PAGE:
With a four-day weekend, I took some time to binge watch and finish Luke Cage. Wow. What a good ride. Like all of Netflix’s Marvel properties Luke Cage has its own unique feel but man is it a smooth one. Mike Colter owns Luke Cage and imbues him a strength and style I’ve never seen in any other Marvel character. I think the only complaint I had, was that Mike Colter’s Cage is almost to good. At times I felt we were bordering on Mary Sue status because Cage was sometimes too altruistic to believe. That’s just me being nit picky though.
Colter’s Cage is at once powerful and vulnerable. His character’s arc through the show isn’t ground breaking. It’s the troubled hero who embraces his power and responsibility. He has to come to grips with his past, losses and his new responsibilities. How Colter portrays that journey and transformation is what held my attention. When Cage decides to embrace his role as hero and savior he is impressive. In on scene he casually walks up to an illegal gun sale and says, “Do I even have to say it?” The criminals scatter. The strength and swagger he brings to the role just has to be seen.
I think the most striking thing for me was how well the series balanced highlighting issues facing African-Americans and telling a super hero story. The messages were never heavy handed and I never felt like I was being preached to. Still, the messages hit home. The care that was taken to fully flesh out villain and hero alike was evident.
The running joke throughout the show of what happens to a bullet proof mans clothes is great. What’s even better is how it’s also used to send a message. Cage is often seen in a hoody walking the streets of Harlem. At one point he is stopped by the police and asked for ID. His response is to ask why a black man walking the street doing nothing needs to show ID. Later, as Harlem residents embrace Cage the “Hole-y” hoodie becomes all the rage. As the police search for Cage, a black man in a bullet-riddled hoodie, they stop multiple innocent men in the same outfit. Message received loud and clear. That’s just one example. Police violence, stereotypes and socioeconomic status are all very smoothly addressed.
Even the Blaxploitation roots of Cage’s Marvel character are hit. In a flashback scene when Cage escapes from prison he is clothed in metal gauntlets and a yellow silk shirt reminiscent of his original costume. When he sees his reflection all he can say is, “I look like a damn fool”. Fortunately, Cage’s character has moved forward and imbues a lot of traits I’d be happy to show my son. Loyalty, a strong work ethic and the courage to stand up for those who can’t are traits Cage displays throughout the series. Typical for a comic hero but worth pointing out with the limited number of African-American super heroes.
It’s strange to say for Marvel based show but the action scenes really weren’t the thing for me. I did love the casual way Cage uses his strength. The way he is annoyed as people continue to try to shoot him and ruin his clothes. The best was the casual way he knocks people out with a tap on the head. The action though, played back seat to the character interaction, which was just really well done. As I think about though, Jessica Jones did the same. Maybe its budget restrictions or just a desire for good story telling. Whatever it is Marvel should keep it up.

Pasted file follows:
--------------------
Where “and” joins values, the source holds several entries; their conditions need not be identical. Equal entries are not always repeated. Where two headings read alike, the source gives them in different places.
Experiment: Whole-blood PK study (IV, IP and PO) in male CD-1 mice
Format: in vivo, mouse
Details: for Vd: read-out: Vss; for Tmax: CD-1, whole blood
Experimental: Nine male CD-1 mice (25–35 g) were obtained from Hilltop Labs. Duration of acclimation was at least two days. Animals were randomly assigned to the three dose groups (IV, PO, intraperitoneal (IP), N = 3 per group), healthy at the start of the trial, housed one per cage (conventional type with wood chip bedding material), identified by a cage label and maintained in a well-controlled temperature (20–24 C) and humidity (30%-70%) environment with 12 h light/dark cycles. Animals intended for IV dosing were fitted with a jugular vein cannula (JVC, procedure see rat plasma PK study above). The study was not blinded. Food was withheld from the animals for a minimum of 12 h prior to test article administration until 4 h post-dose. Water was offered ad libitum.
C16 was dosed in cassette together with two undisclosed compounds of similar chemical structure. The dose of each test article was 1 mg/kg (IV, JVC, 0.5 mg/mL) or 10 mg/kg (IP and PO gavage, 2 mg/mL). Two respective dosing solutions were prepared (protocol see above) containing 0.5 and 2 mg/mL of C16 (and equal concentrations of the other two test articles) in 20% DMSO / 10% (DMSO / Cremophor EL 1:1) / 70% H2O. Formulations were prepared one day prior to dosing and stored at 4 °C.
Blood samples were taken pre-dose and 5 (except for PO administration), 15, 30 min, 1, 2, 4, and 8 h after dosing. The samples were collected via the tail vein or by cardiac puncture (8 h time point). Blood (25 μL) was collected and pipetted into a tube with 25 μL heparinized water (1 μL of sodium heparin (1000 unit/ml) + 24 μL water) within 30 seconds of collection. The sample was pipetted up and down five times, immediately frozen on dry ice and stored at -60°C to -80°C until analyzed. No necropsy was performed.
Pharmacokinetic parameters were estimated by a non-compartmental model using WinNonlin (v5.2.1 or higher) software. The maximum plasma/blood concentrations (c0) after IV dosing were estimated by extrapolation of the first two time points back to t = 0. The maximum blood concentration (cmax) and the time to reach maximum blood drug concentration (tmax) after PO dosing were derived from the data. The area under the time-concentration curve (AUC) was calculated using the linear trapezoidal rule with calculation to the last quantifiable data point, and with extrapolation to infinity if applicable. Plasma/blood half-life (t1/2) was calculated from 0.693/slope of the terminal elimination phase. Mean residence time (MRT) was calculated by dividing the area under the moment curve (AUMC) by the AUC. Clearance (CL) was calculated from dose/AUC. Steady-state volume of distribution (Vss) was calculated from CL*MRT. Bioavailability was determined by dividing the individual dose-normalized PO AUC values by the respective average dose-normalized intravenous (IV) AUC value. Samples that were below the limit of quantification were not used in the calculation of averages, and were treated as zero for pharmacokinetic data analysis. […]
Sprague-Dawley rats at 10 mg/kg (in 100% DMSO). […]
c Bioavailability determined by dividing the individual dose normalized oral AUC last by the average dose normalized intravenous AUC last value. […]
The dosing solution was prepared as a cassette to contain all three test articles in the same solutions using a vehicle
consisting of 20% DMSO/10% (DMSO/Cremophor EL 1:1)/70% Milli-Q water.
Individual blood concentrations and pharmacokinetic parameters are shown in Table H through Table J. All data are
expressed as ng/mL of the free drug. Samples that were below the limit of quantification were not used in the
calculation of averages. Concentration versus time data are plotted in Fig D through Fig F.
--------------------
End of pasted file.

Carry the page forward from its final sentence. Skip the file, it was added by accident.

As an example, there’s the contrast between Cottonmouth and Black Mariah. Black Mariah insists that she only wishes to better Harlem and pleads with her cousin Cottonmouth to give up his life of crime. Mariah’s ends are questionable and her means as a crooked politician are absolutely out of bounds. Cottonmouths desire for power and respect through gun sales is familiar territory. The crooked politician from the neighborhood is also a pretty well trodden path. It’s the two of them together and their arguments over the means to the end that makes it work. Nothing highlights this more than when Cottonmouth commits murder by tossing a man off a roof. When asked if she’s good, Mariah states she’s good but just not with murder. Still, she takes the money the murder let her obtain.
The show steps it up a notch and slows down quite a bit to explain these two character’s backgrounds. Abusive parents raised both Cottonmouth and Mariah. The scars of that childhood haunt and shape them both. Again its, not new territory but it’s the care in the story telling that shines. It’s a little haunting to see Cottonmouth stroke notes on the piano, look at the hands that commit murder and regret not becoming the artist he could have.
Besides Luke’s super altruism ability the other hitch for me was with Diamondback. Cottonmouth was a serviceable villain but couldn’t go toe-to-toe with Cage. I could live with the transition from one to the other. I get we need a big fight at the end. What gets bothersome is that Diamondback is Cage’s half brother, set him up to go to jail, has bullets that can hurt him and has a super powered suit to fight him. That’s cool and all but who just has all that available??? Even still the crazy that Diamondback brings is pretty entertaining.
In the end I was pleased with the show. I was left with a lot of positives. Can’t wait so see Cage together with the rest of the defenders.